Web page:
The satellite dubbed Ayat (Signs) will help predict the time of earthquakes for the first time in the country.
Deputy Head of Iran’s Industrial and Scientific Studies Center for Innovation and International Cooperation Mohammad Hassan Entezari said the satellite would identify the signals sent out from the earth before or after the earthquake, adding the satellite weighs 50-70 kg and would be placed in a lower altitude.
He stressed some countries including France, China and Russia are working in this regard, noting Ayat satellite possesses a key role in processing the seismic disturbances before and after the shocks.
Entezari stated that basic studies have been carried out and the practical process would begin after required budget is provided.
Iran sits astride several major faults in the earth’s crust, and is prone to frequent earthquakes, many of which have been devastating.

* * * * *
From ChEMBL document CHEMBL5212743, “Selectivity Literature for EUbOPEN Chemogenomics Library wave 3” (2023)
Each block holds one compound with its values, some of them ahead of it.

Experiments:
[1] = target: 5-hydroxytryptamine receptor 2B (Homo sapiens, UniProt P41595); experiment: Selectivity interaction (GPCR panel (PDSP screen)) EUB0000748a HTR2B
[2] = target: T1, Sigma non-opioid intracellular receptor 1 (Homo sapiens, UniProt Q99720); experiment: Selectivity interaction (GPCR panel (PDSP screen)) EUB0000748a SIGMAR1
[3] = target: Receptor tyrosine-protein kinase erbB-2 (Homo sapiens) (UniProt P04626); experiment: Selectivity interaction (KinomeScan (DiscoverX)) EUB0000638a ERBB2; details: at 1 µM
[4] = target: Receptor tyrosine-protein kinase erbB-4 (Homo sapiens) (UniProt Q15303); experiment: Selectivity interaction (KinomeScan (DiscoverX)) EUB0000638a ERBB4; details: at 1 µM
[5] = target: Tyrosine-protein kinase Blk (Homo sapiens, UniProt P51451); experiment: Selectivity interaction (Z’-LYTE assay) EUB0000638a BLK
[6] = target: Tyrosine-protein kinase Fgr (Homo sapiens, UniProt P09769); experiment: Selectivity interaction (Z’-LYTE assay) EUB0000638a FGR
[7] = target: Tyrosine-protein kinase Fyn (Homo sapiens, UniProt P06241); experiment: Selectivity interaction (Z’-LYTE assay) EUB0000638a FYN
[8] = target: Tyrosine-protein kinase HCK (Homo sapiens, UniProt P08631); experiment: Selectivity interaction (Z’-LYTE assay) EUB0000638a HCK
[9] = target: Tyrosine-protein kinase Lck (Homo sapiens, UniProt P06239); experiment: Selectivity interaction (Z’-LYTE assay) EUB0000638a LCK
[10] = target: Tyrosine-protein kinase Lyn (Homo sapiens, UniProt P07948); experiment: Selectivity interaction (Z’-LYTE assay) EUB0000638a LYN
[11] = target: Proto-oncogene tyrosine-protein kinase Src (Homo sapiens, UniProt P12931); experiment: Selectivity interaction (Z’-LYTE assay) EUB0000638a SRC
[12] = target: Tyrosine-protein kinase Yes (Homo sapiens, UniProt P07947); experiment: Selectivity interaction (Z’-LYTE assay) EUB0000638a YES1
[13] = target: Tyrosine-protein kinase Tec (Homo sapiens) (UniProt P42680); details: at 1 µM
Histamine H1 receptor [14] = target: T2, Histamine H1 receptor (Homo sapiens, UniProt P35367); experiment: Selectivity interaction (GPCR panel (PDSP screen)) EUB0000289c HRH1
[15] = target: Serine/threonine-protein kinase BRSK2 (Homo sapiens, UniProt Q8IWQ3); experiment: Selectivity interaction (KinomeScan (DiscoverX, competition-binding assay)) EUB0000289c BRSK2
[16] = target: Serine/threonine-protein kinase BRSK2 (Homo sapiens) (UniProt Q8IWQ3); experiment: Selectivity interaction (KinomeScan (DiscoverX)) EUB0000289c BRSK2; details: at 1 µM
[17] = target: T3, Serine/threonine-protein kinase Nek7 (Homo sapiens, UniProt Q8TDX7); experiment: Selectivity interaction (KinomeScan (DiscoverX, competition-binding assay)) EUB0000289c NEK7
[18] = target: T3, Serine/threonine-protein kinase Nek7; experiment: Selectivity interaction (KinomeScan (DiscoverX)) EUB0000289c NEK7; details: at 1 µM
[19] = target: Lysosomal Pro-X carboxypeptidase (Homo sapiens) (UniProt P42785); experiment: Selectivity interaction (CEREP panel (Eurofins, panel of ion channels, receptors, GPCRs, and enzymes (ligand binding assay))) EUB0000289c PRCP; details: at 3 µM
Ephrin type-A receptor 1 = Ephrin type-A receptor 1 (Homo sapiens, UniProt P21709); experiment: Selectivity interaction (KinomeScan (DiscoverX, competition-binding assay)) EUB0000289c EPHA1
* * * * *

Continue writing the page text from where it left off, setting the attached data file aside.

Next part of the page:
The worst in recent times hit Bam in southeastern Kerman province in December 2003, killing 31,000 people – about a quarter of its population – and destroying the city’s ancient mud-built citadel.
The deadliest quake in the country was in June 1990 and measured 7.7 on the Richter scale. About 37,000 people were killed and more than 100,000 injured in the northwestern provinces of Gilan and Zanjan. It devastated 27 towns and about 1,870 villages.
Tehran alone sits on two major fault lines, and the capital’s 14 million residents fear a major quake.